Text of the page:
On Saturday, I went to a wedding.
It was actually a ring ceremony, the couple having been married previously, by Queen Latifah. Seriously: at the Grammys. So this was a kind of ‘reading each other our vows’ kind of thing, an exchange of rings, followed by a reception. But it was really lovely, just a beautiful event. Many many tears were shed, a few of them by a sentimental old fool of an uncle. That would be me: my nephew Spencer was half of the marrying couple, marrying Dustin, a wonderful guy we have all grown to love.
The ring ceremony was held at the Gallivan Center in Salt Lake, a place I had never previously visited. It’s sort of an open square, with a small conference center in the middle, next to the skating rink. The skating rink alarmed me, passing it; I had a brief moment of panic, wondering if we would be expected to skate. I never could ice skate, not even a little bit, and I think if I were try to it today I would just, you know, die. But no; we were in a nice reception room, with lots of exceedingly uncomfortable chairs, just like most weddings have.
I got there way early. My son and I had gone out to dinner, but he needed to go home and change, and his apartment is not handicapped accessible, so he dropped me off. So I got there in time to watch Betty Who practice. Betty Who’s song “Somebody Loves You” had provided the music for Spencer’s Home Depot proposal video, a video that had gone viral and made Spencer and Dustin famous. She had become friends with them, and was singing at the ceremony. She finished practicing, and I ended up chatting briefly with her; mostly a ‘you sing beautifully,’ ‘thanks!’ kind of conversation. She was lovely; gracious and humble.
Other guests began arriving. My wife and daughters came; my son showed up, now dressed appropriately. The reception hall filled up. Everyone wearing their finest, looking happy. As always with wedding events, I knew approximately a third of the people there.
Music started up. First, an instrumental version of Christina Perri’s lovely “A Thousand Years.” We didn’t hear the lyrics, obviously, but I know the song well, and rehearsed them in my mind: “I have died, everyday, waiting for you, darling; don’t be afraid, I have loved you, for a thousand years, loved you for a thousand years.” Beautiful lyric, beautiful song, and perfect for the event. As the music played, members of the wedding party started coming down the aisles, in pairs. Lots of them; this couple is very loved, by many people.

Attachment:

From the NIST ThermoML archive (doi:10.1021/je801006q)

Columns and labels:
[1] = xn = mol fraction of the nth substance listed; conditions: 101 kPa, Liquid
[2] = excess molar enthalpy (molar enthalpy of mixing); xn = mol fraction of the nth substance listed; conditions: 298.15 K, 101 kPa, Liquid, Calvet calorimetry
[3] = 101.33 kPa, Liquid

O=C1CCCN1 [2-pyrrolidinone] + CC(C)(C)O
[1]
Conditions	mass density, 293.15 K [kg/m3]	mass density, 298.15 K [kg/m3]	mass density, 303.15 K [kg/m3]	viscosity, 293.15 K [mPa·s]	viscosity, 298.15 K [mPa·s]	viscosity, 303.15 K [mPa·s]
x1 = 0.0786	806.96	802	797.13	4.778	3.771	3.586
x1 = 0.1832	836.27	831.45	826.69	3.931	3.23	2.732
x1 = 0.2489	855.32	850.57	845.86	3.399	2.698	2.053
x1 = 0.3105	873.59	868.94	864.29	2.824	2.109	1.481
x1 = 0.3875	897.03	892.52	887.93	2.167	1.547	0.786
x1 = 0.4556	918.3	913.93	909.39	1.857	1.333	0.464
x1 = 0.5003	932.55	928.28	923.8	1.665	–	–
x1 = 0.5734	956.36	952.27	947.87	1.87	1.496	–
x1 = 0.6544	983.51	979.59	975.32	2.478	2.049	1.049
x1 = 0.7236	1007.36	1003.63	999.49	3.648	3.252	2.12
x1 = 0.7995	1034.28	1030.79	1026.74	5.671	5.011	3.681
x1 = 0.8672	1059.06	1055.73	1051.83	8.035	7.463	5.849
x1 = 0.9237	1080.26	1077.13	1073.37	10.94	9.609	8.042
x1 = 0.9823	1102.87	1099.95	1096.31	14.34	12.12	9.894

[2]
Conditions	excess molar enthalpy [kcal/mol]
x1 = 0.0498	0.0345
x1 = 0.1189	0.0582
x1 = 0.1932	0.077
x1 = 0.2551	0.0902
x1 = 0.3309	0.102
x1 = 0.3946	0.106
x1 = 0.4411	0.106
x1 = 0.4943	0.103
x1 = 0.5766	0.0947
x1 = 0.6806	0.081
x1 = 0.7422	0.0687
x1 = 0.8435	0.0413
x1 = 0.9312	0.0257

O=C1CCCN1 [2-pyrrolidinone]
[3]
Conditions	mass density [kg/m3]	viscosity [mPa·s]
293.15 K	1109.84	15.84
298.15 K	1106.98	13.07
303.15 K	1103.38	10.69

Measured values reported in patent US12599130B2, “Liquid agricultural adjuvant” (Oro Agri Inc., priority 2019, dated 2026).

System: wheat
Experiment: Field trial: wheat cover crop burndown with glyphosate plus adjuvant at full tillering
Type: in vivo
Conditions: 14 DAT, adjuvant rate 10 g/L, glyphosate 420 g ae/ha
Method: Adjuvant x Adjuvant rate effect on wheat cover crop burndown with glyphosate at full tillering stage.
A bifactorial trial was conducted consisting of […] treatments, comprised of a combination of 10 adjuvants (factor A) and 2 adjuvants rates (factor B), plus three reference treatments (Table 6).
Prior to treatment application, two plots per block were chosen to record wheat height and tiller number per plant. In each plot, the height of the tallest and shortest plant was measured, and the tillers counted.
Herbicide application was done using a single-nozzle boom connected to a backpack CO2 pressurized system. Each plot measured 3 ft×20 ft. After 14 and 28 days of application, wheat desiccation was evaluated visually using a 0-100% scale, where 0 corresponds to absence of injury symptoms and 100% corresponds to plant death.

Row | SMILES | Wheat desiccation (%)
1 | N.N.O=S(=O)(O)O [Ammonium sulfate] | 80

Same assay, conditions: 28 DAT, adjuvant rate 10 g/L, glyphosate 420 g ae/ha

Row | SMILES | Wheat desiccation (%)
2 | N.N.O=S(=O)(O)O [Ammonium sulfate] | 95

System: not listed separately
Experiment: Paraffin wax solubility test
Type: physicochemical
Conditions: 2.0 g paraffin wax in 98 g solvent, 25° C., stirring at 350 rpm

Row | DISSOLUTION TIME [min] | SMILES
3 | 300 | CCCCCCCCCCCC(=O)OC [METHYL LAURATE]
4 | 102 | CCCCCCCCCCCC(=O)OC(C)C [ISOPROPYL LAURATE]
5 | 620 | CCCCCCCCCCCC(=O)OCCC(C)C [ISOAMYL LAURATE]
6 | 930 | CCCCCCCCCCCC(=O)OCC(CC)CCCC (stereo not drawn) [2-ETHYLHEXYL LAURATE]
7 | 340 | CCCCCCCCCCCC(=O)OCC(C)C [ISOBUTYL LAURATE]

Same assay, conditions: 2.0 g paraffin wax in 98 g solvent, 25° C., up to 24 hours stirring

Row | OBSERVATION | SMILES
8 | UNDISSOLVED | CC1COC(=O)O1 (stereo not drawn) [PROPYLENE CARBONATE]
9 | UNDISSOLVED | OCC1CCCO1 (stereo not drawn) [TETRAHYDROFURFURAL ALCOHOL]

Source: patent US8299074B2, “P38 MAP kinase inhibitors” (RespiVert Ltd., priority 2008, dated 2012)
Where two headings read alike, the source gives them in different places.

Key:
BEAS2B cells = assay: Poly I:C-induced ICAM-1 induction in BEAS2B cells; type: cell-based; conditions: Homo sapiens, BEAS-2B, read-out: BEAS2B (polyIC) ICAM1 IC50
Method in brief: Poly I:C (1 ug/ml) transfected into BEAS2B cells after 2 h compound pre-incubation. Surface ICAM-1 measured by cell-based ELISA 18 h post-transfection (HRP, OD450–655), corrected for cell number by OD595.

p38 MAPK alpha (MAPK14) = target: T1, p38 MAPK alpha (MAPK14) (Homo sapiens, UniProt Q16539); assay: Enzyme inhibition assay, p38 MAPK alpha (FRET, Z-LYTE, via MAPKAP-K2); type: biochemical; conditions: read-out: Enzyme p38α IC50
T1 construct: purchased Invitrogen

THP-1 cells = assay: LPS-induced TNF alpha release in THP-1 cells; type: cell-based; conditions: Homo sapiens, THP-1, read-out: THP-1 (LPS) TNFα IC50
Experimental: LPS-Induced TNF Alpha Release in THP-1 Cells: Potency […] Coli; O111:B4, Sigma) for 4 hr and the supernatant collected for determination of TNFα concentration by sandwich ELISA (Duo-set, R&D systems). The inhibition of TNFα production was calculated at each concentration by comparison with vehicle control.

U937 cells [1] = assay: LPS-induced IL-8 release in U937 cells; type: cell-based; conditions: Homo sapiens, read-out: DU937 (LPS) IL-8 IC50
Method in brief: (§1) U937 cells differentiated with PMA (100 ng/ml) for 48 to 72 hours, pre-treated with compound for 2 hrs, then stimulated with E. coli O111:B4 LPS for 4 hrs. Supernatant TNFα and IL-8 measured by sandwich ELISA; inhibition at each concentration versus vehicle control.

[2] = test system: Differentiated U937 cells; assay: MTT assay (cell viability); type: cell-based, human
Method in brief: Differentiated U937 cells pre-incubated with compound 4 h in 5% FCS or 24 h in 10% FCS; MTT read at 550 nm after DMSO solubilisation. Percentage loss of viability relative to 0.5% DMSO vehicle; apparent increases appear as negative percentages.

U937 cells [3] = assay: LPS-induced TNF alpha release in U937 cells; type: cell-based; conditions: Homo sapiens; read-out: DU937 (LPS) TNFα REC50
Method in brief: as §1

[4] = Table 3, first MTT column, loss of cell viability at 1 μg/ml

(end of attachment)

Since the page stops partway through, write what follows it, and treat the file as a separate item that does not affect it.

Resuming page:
Then, another instrumental; this time, the music introduction to Macklemore’s “Same Love,” the song played at the Grammies when they were married there. Again, a wonderfully appropriate selection. The lyrics may have seemed tendentious to some, but this was just the music; perfect.
Finally, Betty Who sang. Her song, “Somebody Loves You” is an upbeat dance groove; for the wedding, she sang it like a ballad, just guitar and vocal. It was . . . I’m running out of synonyms for beautiful. Check a thesaurus: it was radiant. Exquisite, lovely. Resplendent.
As she sang, Spencer and Dustin came down the aisle. They read their vows to each other. And I think probably both of them would say that they’re not writers, not eloquent, but I thought both vows were eloquent and simple and perfect. Heartfelt. I can’t remember all they said, but I do remember Spencer saying ‘I will always be kind,’ and I know he will be, he is, that’s him, that’s Spencer. A kind man, a gentle man, a joyous and generous man. He was weeping, and then Dustin read his vows, promising to be tender with Spencer’s heart, and maybe he was weeping more, and so was I and so were Spencer’s sisters, standing there, and so was everyone else.
And then they were done. And we sat there a little, not sure where to go, not wanting, really, for the feeling to pass. And the reception was in another building, and we went, and there was dancing. But hardly any chairs, and the ones there were uncomfortable, and so we left. I don’t really dance anymore.
But it didn’t matter. We’d seen something lovely, we’d been part of something splendid and human and real and moving. Two wonderful human beings joining their lives together forever. And I thought; if ever there was a time to just be happy for people. Just a time to be joyful. Completely, wholly, uncomplicatedly, unambiguously happy.